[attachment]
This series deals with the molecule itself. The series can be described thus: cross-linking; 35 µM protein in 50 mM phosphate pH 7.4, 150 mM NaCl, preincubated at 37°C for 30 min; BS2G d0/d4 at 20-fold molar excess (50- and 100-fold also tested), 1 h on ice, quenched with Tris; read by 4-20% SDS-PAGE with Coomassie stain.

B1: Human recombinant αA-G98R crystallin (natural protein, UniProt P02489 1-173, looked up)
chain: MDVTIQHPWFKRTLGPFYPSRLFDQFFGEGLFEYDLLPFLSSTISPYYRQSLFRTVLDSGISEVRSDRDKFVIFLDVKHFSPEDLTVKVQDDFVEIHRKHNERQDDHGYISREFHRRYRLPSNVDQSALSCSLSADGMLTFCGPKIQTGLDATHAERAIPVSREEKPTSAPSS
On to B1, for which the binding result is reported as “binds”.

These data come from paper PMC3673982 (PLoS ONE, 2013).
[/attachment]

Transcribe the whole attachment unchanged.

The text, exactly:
This series deals with the molecule itself. The series can be described thus: cross-linking; 35 µM protein in 50 mM phosphate pH 7.4, 150 mM NaCl, preincubated at 37°C for 30 min; BS2G d0/d4 at 20-fold molar excess (50- and 100-fold also tested), 1 h on ice, quenched with Tris; read by 4-20% SDS-PAGE with Coomassie stain.

B1: Human recombinant αA-G98R crystallin (natural protein, UniProt P02489 1-173, looked up)
chain: MDVTIQHPWFKRTLGPFYPSRLFDQFFGEGLFEYDLLPFLSSTISPYYRQSLFRTVLDSGISEVRSDRDKFVIFLDVKHFSPEDLTVKVQDDFVEIHRKHNERQDDHGYISREFHRRYRLPSNVDQSALSCSLSADGMLTFCGPKIQTGLDATHAERAIPVSREEKPTSAPSS
On to B1, for which the binding result is reported as “binds”.

These data come from paper PMC3673982 (PLoS ONE, 2013).